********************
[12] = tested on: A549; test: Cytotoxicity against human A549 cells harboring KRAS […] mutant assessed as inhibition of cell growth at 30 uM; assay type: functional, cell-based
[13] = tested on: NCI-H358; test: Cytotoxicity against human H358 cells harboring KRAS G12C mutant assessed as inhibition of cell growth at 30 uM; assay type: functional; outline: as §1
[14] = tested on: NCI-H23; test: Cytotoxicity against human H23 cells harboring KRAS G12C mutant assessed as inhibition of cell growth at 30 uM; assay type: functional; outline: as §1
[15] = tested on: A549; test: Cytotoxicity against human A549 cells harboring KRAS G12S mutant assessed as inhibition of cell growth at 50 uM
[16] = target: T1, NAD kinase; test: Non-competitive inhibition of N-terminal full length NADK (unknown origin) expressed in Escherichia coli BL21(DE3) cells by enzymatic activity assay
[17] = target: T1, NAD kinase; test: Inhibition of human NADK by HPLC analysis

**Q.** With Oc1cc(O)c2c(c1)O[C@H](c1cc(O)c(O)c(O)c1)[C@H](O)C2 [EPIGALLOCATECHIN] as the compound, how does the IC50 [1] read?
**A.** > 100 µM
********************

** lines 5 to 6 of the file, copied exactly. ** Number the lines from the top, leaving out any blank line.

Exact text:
[16] = target: T1, NAD kinase; test: Non-competitive inhibition of N-terminal full length NADK (unknown origin) expressed in Escherichia coli BL21(DE3) cells by enzymatic activity assay
[17] = target: T1, NAD kinase; test: Inhibition of human NADK by HPLC analysis